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Improving the Resilience and Performance of Organizations Using Multi-Agent Modelling of a Complex Production-Distribution Systems Author(s):y : Pal g rave Macmillan Journals Stable URL: http://www.jstor.org/stable/4143850 . Accessed: 23/05/2011 00:13 Your use of the JSTOR archive indicates y our acce p tance of JSTOR's Terms and Conditions of Use, available at . http://www.jstor.org/page/info/about/policies/terms.jsp . JSTOR's Terms and Conditions of Use provides, in part, that unless you have obtained prior permission, you may not download an entire issue of a journal or multiple copies of articles, and you may use content in the JSTOR archive only for your personal, non-commercial use. Please contact the p ublisher re g ardin g an y further use of this work. Publisher contact information may be obtained at . http://www.jstor.org/action/showPublisher?publisherCode=pal . . Each copy of any part of a JSTOR transmission must contain the same copyright notice that appears on the screen or printed page of such transmission. JSTOR is a not-for-profit service that helps scholars, researchers, and students discover, use, and build upon a wide range of content in a trusted digital archive. We use information technology and tools to increase productivity and facilitate new forms of scholarship. For more information about JSTOR, please contact support@jstor.org. Palgrave Macmillan Journals is collaborating with JSTOR to digitize, preserve and extend access to Risk Management. http://www.jstor.org " id="pdf-obj-0-2" src="pdf-obj-0-2.jpg">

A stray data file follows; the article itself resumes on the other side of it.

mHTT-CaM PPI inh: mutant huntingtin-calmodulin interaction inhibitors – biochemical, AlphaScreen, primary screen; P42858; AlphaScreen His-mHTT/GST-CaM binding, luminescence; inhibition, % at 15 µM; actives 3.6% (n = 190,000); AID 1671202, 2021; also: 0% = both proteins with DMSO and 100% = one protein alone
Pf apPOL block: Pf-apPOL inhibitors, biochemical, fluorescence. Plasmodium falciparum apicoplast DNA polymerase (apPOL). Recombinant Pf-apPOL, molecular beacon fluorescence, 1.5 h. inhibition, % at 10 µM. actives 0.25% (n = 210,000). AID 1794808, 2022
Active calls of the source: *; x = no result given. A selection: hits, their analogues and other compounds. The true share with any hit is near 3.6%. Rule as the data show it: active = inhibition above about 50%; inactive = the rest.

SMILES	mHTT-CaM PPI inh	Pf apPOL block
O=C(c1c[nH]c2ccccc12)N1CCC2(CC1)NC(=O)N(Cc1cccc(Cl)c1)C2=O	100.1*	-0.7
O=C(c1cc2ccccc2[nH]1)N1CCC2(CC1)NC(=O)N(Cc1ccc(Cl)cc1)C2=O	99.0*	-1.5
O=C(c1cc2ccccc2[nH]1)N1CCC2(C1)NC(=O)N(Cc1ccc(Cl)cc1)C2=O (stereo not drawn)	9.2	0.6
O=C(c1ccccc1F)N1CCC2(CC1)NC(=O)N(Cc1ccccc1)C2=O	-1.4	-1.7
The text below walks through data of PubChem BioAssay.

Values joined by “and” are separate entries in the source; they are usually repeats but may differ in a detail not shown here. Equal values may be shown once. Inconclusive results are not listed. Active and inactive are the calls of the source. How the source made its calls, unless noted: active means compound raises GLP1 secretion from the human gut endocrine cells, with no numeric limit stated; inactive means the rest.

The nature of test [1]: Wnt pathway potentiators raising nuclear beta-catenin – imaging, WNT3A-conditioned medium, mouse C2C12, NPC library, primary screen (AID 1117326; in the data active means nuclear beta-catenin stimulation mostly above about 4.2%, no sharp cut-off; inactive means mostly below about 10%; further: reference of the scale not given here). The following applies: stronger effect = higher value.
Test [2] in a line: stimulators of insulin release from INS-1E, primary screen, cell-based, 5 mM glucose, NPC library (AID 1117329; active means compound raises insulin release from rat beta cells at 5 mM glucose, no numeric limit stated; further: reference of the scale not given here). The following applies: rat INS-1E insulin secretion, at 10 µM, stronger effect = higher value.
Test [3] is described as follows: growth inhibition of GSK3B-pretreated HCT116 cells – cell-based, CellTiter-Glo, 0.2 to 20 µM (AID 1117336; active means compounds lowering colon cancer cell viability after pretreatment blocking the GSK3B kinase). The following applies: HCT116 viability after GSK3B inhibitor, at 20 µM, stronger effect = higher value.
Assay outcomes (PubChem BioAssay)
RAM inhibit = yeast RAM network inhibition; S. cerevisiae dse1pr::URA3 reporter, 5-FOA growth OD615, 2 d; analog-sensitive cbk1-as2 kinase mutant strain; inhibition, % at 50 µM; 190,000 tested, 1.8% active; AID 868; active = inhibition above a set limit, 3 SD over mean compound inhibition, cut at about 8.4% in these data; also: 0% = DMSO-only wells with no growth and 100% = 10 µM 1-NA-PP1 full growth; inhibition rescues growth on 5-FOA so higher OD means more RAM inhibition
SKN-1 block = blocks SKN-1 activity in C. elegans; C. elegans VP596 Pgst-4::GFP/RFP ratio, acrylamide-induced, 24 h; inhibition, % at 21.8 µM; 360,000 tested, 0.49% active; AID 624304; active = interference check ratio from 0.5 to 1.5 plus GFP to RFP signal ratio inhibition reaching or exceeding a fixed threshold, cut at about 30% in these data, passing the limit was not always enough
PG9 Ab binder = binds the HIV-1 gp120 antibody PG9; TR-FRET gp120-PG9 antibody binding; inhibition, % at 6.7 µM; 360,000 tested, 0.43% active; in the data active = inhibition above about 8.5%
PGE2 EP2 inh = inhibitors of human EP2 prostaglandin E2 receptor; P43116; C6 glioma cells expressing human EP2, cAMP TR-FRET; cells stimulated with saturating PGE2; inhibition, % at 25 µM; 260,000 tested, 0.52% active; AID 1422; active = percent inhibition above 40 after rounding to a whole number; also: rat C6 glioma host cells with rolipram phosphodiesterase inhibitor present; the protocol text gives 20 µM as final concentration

Improving the Resilience and Performance of Organizations Using Multi-Agent Modelling of a Complex Production-Distribution Systems Author(s): Peter M. Allen, Partha Priya Datta, Martin Christopher Source: Risk Management, Vol. 8, No. 4, Special Issue: Complexity, Risk and Emergence (Oct., 2006), pp. 294-309 Published by: Palgrave Macmillan Journals

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Improving the Resilience and Performance of Organizations Using Multi-Agent Modelling of a Complex Production-Distribution Systems Author(s):y : Pal g rave Macmillan Journals Stable URL: http://www.jstor.org/stable/4143850 . Accessed: 23/05/2011 00:13 Your use of the JSTOR archive indicates y our acce p tance of JSTOR's Terms and Conditions of Use, available at . http://www.jstor.org/page/info/about/policies/terms.jsp . JSTOR's Terms and Conditions of Use provides, in part, that unless you have obtained prior permission, you may not download an entire issue of a journal or multiple copies of articles, and you may use content in the JSTOR archive only for your personal, non-commercial use. Please contact the p ublisher re g ardin g an y further use of this work. Publisher contact information may be obtained at . http://www.jstor.org/action/showPublisher?publisherCode=pal . . Each copy of any part of a JSTOR transmission must contain the same copyright notice that appears on the screen or printed page of such transmission. JSTOR is a not-for-profit service that helps scholars, researchers, and students discover, use, and build upon a wide range of content in a trusted digital archive. We use information technology and tools to increase productivity and facilitate new forms of scholarship. For more information about JSTOR, please contact support@jstor.org. Palgrave Macmillan Journals is collaborating with JSTOR to digitize, preserve and extend access to Risk Management. http://www.jstor.org " id="pdf-obj-0-55" src="pdf-obj-0-55.jpg">